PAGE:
Once you have the video file on your phone, you can then select the Instagram option to play the video at 16:9 aspect ratio by clicking on the “opposing arrows” graphic in the bottom left of the screen with the Instagram application. Then selecting “next” you can select “share as short video”. The video will then loop play so you can watch it and listen to it. Instagram also provides filter and trim options which you probably won’t need if you have edited the video, just select “Next”.

Add hashtags #

On the next page you can then add a caption with any hashtags (#) you require, tag people, tag a business partner and add a location. You can also see options to share it on other social media channels. I prefer not to use those sharing options so I can manage any upload to each different social media site and suitably adjust the text myself. After you have added everything, you can then select ‘share’. Copy all the description data, so you have a copy in case some of is needs amending after you have watched it. Then quickly check that it all looks good on the actual profile. The great thing with Instagram is that you can still edit all the tags and details using your phone once the video is uploaded.

Different social networking sites

These same principles listed above can be applied to different editing systems or used when uploading a video to Instagram or various other social media sites. On most social media sites, it’s far easier to upload video as you can upload video directly from your desktop, upload videos with a longer duration, widely used raster sizes and more file types. The main criteria seem to be ensuring that the video clips stay under site-specific file sizes and technical specifications. People with the latest version of iOS can also upload 16:9 videos to Instagram directly from their phones as well as upload vertical aspect 9:16 videos using the IGTV option. If you need any help with your social media video production, please do get in touch.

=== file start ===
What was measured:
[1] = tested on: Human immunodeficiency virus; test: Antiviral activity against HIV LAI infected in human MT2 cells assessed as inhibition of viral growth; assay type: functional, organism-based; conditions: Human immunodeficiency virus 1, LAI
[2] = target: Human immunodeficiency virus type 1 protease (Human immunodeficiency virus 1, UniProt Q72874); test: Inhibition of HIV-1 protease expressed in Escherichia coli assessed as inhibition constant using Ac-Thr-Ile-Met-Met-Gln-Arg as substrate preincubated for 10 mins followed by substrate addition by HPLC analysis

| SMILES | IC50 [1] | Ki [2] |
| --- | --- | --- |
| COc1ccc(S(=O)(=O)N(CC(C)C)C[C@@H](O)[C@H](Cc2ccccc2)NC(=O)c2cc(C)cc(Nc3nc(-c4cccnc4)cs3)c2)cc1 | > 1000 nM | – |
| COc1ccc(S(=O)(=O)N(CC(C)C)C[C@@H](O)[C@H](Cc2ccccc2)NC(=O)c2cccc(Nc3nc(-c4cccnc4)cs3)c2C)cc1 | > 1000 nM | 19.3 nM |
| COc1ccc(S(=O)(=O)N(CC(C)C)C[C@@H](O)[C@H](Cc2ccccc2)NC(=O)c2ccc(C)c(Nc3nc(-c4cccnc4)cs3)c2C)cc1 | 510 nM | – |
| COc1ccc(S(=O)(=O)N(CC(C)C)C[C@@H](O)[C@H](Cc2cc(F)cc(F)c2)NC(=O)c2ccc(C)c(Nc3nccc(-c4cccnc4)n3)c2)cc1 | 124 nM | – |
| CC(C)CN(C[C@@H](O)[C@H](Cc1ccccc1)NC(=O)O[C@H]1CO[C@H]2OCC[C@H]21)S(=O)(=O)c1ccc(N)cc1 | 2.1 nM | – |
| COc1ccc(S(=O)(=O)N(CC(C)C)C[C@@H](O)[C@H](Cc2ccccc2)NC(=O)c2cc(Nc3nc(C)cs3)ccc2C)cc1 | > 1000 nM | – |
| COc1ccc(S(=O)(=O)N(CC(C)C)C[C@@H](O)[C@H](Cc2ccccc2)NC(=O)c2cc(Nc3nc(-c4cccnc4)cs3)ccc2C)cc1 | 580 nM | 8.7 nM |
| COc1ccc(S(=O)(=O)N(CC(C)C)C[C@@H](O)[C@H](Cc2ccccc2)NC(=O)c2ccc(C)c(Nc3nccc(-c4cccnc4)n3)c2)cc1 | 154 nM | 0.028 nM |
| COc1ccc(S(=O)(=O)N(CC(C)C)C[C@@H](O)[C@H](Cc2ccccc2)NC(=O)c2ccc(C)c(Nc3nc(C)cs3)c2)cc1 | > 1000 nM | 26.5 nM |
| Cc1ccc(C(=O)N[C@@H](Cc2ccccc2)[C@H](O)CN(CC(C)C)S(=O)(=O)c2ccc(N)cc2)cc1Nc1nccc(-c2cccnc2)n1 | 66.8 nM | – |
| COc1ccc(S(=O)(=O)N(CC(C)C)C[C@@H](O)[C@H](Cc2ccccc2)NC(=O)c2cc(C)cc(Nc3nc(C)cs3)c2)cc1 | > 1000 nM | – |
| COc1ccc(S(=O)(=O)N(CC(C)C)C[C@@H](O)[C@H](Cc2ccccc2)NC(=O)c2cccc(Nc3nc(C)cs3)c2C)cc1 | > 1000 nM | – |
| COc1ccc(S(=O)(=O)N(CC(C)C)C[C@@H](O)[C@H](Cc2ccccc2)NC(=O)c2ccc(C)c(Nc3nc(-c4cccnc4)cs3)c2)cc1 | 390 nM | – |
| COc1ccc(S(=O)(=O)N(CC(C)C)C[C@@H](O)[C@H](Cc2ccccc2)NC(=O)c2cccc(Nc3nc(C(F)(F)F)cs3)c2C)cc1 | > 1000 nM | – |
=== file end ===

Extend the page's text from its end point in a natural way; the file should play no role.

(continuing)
You may find some of these related articles interesting. For more help and advice check out my video production blog.

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Julian Langham

Julian started his career in media in 1994; shortly after Julian was invited to join the BBC where he was quickly promoted to Editor. Julian left the BBC to develop his freelance career in 2009. Highly-practised and skilled in constructing engaging narratives, Julian’s key strength is his ability to produce strong visually-led stories. In his work, Julian shares his passion for creating powerful synergies between story content, visual rhythm and music.